18 October, 2010, Danstan Kaunda
cyber café would provide the Internet access to schoolchildren
A UK-based charitable organization called Computer Aid has established a solar powered communication center in rural Zambia. It is part of the organisation’s efforts to increase information technology access in remote areas of developing countries.
The cyber café would provide the Internet access to school children and the nearby local communities in Macha, southern Zambia.[frax09alpha]
Macha area – more than 70km from the nearest tarmac road – is one of the pilot project in the country. The area is not served by the national power utility ZESCO, more than 45 years since Zambia gained independence.
“The organisation’s primary concern when devising the scheme was to provide as many computers using as little energy as possible,” said CI East Africa Programme Manager Ben Makai in a statement made available to The Citizen newspaper of Dar es Salaam recently.
Computer Aid CEO and founder Tony Roberts said in the statement that access to the Internet had improved the lives of Macha villagers.
“This is a farming area, and many farmers have been able to optimise their produce by switching from growing maize to sunflowers as a result of researching what grows best under the area’s particular conditions,” he said in the statement.
The area is attracting funding for research and 700 jobs have been created within IT and related industries.
Computer Aid has already shipped more than 160,000 refurbished computers to developing countries to enhance people’s lives and potential through effective use of information technology.
But Macha is already way ahead of many agricultural areas in sub-Saharan Africa because it benefits from more than 100 Wi-Fi Hotspots via a network established by Zambian telecommunications specialist LinkNet. The Hotspots are routed from a satellite on the local hospital’s roof.
The Macha café is a standard 20-foot shipping container, which is normally used to transport refurbished computers, according to the statement. The container houses a network of 11 clients with flat-screen monitors running off a 200W Pentium 4 PC. Four solar panels on the roof provide about 12 hours’ worth of electricity when fully charged. If used properly, the panels can last up to 20 years.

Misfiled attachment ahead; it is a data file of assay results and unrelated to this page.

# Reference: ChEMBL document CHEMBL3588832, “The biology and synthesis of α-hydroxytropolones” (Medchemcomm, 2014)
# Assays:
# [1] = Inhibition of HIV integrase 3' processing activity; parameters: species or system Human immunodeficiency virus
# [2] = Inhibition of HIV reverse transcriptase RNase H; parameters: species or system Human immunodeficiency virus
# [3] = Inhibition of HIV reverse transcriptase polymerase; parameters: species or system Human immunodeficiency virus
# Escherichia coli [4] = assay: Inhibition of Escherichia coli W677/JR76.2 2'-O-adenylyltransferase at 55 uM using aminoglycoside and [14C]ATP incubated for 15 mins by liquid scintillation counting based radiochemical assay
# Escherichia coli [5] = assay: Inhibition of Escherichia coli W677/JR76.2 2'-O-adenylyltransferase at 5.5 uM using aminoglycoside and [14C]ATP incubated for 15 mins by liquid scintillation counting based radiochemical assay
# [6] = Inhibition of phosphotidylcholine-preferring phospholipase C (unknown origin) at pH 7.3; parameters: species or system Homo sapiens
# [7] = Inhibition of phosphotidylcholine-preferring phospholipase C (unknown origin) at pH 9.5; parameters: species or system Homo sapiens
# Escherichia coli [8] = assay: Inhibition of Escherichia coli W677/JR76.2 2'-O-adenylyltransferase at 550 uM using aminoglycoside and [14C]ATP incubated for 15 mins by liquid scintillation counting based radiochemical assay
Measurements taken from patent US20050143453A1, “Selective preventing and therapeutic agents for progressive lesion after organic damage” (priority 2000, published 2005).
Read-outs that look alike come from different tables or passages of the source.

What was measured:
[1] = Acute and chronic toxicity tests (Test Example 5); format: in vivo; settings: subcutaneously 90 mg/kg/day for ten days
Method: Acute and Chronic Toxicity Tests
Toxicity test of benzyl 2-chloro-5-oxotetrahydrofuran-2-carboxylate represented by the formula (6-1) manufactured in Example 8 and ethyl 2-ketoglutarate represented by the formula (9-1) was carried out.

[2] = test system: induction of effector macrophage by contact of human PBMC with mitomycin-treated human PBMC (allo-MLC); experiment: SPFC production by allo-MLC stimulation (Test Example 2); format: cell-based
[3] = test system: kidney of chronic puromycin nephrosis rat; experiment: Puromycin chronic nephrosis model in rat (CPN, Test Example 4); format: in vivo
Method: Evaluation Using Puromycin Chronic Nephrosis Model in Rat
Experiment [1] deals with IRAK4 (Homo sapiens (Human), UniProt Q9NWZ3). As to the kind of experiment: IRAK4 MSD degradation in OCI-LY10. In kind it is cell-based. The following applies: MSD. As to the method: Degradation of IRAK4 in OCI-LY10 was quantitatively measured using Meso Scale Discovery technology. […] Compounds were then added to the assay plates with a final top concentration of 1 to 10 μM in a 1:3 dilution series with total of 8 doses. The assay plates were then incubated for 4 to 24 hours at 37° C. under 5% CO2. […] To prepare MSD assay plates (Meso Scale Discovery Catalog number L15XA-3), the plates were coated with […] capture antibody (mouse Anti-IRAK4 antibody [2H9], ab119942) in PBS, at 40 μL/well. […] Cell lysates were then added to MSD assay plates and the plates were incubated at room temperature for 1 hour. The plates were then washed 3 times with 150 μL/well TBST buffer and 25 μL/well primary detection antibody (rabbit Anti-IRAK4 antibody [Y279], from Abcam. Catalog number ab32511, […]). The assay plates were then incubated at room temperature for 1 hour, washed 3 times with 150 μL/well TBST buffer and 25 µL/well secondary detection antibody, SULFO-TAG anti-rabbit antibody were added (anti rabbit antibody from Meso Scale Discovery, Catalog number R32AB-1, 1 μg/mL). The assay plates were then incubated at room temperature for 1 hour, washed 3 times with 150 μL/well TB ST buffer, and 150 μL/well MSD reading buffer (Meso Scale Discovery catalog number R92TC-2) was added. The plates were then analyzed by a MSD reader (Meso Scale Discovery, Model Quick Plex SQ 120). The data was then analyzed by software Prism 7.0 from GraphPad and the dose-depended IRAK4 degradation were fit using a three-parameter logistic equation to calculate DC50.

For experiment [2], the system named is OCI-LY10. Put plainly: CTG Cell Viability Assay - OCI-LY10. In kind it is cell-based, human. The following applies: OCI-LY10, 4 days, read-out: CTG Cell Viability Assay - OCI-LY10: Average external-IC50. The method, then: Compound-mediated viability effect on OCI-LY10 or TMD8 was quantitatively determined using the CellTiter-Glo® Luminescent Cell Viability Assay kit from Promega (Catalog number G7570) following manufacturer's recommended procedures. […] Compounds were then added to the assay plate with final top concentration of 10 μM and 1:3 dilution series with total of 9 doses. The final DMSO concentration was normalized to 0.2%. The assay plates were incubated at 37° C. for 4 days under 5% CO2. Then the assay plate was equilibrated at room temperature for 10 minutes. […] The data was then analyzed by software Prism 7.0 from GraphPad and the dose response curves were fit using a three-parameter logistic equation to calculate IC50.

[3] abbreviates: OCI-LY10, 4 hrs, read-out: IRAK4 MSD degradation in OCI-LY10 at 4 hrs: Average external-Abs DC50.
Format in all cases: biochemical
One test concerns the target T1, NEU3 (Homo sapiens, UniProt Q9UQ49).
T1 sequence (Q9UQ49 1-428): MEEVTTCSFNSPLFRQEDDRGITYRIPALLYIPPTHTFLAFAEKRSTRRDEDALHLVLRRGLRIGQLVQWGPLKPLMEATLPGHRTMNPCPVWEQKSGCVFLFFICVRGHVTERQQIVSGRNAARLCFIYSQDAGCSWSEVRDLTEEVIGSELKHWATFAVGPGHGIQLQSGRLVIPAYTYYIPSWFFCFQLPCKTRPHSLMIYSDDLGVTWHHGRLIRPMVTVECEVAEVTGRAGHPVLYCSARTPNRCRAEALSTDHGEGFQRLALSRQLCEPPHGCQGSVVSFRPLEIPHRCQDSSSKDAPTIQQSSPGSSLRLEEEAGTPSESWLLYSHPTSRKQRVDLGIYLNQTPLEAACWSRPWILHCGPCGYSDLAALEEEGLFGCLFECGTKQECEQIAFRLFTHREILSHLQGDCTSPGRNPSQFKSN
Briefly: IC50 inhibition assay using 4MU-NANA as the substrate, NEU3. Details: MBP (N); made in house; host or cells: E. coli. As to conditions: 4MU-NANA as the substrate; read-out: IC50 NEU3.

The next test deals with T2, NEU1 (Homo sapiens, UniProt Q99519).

A small piece of extra hardware from desktop virtualisation firm NComputing was added to the Pentium to enable the thin-client technology and to keep each system’s power requirement down to just 350W. The overall cost of the container was about £23,000.
Computer Aid’s chief researcher, Ugo Vallauri, worked with Kenyatta University in Nairobi and the National University for Science and Technology in Zimbabwe, among others, to come up with the best solution.
“We tested a number of methods, and this was the most practical. Although netbooks worked well because they require so little energy to power, they are so small that we thought making them secure would be a problem,” Vallauri was quoted as saying in the statement.
With help from LinkNet, Computer Aid has equipped the cyber café to receive internet access via either a cellular or GSM signal, Wi-Fi or satellite.
Mr Makai said Computer Aid is hoping to set up several more cyber cafés in sub-Saharan Africa this year, and is looking to establish partnerships with development organisations, governments, schools and universities to expand the initiative so that even more communities across the region can benefit from affordable low-energy internet and IT access.
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